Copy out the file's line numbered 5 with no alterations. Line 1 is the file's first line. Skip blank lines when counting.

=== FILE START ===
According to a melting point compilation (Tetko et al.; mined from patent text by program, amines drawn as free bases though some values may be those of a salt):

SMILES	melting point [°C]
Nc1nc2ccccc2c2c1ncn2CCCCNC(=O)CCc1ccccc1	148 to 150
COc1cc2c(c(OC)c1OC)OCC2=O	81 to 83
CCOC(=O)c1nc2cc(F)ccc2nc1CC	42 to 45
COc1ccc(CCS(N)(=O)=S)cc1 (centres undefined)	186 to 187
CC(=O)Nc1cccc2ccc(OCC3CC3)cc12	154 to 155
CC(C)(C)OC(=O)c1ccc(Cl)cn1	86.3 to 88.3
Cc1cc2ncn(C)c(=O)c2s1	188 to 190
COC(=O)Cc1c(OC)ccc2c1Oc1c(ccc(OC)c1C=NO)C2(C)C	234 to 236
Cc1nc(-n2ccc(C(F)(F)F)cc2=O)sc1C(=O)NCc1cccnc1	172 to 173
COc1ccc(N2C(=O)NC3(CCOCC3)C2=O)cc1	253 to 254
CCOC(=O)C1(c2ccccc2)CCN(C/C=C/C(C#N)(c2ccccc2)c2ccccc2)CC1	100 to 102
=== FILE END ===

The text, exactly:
CCOC(=O)c1nc2cc(F)ccc2nc1CC	42 to 45